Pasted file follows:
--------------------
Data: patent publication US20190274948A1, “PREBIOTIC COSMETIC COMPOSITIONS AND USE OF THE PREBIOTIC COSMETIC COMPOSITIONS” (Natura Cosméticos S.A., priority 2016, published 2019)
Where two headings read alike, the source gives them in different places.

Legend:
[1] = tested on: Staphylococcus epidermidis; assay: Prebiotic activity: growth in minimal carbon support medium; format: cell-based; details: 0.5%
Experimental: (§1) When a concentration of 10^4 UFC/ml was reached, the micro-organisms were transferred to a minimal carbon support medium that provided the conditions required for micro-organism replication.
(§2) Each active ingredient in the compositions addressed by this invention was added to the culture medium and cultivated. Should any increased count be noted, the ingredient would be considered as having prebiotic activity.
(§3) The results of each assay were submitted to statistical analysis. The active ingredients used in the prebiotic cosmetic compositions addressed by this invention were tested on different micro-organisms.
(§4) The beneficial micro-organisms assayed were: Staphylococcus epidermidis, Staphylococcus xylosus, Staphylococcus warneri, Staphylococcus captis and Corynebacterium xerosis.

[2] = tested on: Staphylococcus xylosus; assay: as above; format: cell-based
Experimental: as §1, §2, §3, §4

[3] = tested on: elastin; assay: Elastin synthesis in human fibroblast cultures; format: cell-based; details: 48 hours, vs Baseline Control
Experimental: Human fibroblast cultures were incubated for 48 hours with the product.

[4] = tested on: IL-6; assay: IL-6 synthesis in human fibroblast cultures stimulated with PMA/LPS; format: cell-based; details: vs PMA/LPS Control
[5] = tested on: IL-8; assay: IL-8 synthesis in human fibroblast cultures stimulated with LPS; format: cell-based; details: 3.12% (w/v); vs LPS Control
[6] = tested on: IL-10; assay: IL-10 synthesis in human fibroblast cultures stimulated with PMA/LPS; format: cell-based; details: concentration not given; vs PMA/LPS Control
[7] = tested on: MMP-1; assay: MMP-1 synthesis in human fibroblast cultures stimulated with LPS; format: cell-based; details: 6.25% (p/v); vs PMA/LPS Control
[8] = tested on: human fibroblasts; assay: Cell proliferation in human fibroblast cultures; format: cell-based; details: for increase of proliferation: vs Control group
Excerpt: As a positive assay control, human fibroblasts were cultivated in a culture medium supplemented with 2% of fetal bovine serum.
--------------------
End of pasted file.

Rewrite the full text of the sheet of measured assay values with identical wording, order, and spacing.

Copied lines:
Data: patent publication US20190274948A1, “PREBIOTIC COSMETIC COMPOSITIONS AND USE OF THE PREBIOTIC COSMETIC COMPOSITIONS” (Natura Cosméticos S.A., priority 2016, published 2019)
Where two headings read alike, the source gives them in different places.

Legend:
[1] = tested on: Staphylococcus epidermidis; assay: Prebiotic activity: growth in minimal carbon support medium; format: cell-based; details: 0.5%
Experimental: (§1) When a concentration of 10^4 UFC/ml was reached, the micro-organisms were transferred to a minimal carbon support medium that provided the conditions required for micro-organism replication.
(§2) Each active ingredient in the compositions addressed by this invention was added to the culture medium and cultivated. Should any increased count be noted, the ingredient would be considered as having prebiotic activity.
(§3) The results of each assay were submitted to statistical analysis. The active ingredients used in the prebiotic cosmetic compositions addressed by this invention were tested on different micro-organisms.
(§4) The beneficial micro-organisms assayed were: Staphylococcus epidermidis, Staphylococcus xylosus, Staphylococcus warneri, Staphylococcus captis and Corynebacterium xerosis.

[2] = tested on: Staphylococcus xylosus; assay: as above; format: cell-based
Experimental: as §1, §2, §3, §4

[3] = tested on: elastin; assay: Elastin synthesis in human fibroblast cultures; format: cell-based; details: 48 hours, vs Baseline Control
Experimental: Human fibroblast cultures were incubated for 48 hours with the product.

[4] = tested on: IL-6; assay: IL-6 synthesis in human fibroblast cultures stimulated with PMA/LPS; format: cell-based; details: vs PMA/LPS Control
[5] = tested on: IL-8; assay: IL-8 synthesis in human fibroblast cultures stimulated with LPS; format: cell-based; details: 3.12% (w/v); vs LPS Control
[6] = tested on: IL-10; assay: IL-10 synthesis in human fibroblast cultures stimulated with PMA/LPS; format: cell-based; details: concentration not given; vs PMA/LPS Control
[7] = tested on: MMP-1; assay: MMP-1 synthesis in human fibroblast cultures stimulated with LPS; format: cell-based; details: 6.25% (p/v); vs PMA/LPS Control
[8] = tested on: human fibroblasts; assay: Cell proliferation in human fibroblast cultures; format: cell-based; details: for increase of proliferation: vs Control group
Excerpt: As a positive assay control, human fibroblasts were cultivated in a culture medium supplemented with 2% of fetal bovine serum.